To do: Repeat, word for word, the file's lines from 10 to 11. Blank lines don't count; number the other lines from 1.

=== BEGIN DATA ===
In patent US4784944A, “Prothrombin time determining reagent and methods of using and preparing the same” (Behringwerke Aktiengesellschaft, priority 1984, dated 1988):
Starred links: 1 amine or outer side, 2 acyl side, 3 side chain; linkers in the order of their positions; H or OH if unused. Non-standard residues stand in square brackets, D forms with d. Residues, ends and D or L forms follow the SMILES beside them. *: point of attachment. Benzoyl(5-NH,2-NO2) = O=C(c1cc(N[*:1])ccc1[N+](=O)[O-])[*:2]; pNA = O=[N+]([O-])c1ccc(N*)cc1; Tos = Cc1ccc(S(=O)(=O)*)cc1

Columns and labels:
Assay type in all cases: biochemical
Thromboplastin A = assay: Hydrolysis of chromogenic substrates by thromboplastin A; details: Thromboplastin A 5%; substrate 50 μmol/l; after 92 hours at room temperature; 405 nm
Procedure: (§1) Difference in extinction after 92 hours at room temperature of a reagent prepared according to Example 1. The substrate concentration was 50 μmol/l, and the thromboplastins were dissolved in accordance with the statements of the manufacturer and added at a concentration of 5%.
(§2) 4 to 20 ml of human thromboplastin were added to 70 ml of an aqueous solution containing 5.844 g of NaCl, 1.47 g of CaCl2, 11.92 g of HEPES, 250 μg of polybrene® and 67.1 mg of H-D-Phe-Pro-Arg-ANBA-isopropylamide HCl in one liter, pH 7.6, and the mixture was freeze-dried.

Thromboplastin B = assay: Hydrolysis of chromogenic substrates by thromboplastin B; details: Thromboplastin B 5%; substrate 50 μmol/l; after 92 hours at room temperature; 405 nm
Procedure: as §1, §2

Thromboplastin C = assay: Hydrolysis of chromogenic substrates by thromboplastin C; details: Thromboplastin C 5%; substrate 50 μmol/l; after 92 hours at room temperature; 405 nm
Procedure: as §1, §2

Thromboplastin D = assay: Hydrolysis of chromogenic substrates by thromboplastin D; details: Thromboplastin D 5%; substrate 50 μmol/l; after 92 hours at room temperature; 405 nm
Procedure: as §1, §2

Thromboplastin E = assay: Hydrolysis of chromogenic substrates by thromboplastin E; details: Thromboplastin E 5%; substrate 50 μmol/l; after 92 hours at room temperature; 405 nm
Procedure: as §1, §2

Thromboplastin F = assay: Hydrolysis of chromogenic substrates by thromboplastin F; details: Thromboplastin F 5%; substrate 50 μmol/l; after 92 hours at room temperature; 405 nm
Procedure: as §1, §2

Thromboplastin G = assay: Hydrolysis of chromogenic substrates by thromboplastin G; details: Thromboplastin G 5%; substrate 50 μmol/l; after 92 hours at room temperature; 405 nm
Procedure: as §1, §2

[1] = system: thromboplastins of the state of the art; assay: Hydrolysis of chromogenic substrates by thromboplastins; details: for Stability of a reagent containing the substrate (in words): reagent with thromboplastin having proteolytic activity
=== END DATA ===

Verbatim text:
Thromboplastin C = assay: Hydrolysis of chromogenic substrates by thromboplastin C; details: Thromboplastin C 5%; substrate 50 μmol/l; after 92 hours at room temperature; 405 nm
Procedure: as §1, §2